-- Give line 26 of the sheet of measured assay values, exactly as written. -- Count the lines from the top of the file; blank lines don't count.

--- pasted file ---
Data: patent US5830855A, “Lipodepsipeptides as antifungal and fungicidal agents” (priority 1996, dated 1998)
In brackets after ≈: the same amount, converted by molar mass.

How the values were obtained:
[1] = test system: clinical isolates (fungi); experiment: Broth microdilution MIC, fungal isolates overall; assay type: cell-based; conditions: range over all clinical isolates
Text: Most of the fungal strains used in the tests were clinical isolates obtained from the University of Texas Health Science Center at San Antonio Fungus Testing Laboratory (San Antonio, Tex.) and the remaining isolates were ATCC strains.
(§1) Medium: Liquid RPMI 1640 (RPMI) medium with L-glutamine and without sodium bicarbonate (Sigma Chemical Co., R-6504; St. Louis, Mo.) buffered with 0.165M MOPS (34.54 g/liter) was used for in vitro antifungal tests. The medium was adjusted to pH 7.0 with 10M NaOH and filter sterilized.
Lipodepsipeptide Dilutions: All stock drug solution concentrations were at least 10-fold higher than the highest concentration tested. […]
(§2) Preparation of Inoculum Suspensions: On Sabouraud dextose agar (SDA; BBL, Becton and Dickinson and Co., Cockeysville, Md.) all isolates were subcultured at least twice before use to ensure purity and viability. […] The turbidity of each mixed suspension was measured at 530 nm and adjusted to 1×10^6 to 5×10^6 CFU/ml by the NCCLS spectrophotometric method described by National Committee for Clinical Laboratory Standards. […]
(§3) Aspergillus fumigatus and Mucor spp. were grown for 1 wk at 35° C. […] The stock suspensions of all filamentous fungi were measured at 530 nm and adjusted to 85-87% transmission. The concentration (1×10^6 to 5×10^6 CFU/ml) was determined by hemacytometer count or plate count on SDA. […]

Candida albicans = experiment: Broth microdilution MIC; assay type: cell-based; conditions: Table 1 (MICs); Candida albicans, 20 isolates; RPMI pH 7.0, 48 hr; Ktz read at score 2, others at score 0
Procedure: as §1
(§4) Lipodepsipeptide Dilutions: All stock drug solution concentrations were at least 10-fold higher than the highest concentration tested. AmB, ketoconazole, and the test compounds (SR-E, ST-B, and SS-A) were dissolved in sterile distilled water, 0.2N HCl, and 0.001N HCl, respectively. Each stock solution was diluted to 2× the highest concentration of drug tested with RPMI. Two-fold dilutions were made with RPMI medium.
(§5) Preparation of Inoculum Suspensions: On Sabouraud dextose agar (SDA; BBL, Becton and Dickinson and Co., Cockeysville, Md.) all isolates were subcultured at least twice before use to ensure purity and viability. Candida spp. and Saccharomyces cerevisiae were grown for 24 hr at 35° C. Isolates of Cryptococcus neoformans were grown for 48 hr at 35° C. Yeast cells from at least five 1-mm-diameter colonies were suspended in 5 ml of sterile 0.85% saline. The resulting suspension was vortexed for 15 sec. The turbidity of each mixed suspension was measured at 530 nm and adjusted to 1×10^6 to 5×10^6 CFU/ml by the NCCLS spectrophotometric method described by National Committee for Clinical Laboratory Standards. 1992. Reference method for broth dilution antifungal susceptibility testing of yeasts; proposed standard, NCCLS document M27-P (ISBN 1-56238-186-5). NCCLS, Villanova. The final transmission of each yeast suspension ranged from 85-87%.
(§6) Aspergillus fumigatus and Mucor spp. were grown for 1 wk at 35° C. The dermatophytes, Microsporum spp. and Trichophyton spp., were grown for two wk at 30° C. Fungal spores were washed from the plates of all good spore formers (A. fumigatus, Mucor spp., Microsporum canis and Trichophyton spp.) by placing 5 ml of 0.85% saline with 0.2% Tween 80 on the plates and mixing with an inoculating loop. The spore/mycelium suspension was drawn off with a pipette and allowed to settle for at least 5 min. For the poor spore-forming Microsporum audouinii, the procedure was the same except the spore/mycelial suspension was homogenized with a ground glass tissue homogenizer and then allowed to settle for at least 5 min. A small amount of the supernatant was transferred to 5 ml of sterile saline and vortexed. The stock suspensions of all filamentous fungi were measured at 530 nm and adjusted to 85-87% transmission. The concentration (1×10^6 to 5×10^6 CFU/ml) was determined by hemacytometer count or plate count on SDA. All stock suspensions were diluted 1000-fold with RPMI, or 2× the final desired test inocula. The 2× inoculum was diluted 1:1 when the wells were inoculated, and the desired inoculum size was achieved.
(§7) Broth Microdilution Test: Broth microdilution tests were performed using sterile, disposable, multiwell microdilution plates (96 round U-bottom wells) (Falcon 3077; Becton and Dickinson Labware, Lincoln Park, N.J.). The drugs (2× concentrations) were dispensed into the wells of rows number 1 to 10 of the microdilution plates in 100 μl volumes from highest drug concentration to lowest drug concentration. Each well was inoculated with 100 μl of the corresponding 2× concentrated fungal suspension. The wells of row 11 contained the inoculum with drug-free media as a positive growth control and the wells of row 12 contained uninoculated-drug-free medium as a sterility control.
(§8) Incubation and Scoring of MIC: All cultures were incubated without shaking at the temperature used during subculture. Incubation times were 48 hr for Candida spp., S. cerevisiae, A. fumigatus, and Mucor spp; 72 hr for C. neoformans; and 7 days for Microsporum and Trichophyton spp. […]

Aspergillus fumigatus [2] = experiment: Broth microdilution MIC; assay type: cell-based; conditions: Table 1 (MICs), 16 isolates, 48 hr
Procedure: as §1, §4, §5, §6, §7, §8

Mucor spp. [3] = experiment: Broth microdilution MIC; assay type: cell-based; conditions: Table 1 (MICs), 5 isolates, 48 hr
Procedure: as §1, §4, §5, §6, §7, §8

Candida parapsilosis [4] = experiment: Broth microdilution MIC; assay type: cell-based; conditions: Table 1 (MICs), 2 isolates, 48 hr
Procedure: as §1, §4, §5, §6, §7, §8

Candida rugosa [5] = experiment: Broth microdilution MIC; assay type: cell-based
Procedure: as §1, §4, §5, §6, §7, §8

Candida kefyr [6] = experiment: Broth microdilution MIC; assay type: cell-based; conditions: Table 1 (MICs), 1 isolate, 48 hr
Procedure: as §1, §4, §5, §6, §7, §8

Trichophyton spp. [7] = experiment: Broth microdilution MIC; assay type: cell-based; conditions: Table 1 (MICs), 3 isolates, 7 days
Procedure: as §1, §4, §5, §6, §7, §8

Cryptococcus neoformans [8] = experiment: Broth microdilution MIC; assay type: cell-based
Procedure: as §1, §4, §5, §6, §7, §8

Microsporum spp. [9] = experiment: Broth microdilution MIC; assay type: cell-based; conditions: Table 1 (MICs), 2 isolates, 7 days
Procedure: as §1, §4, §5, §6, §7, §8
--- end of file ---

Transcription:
Procedure: as §1, §4, §5, §6, §7, §8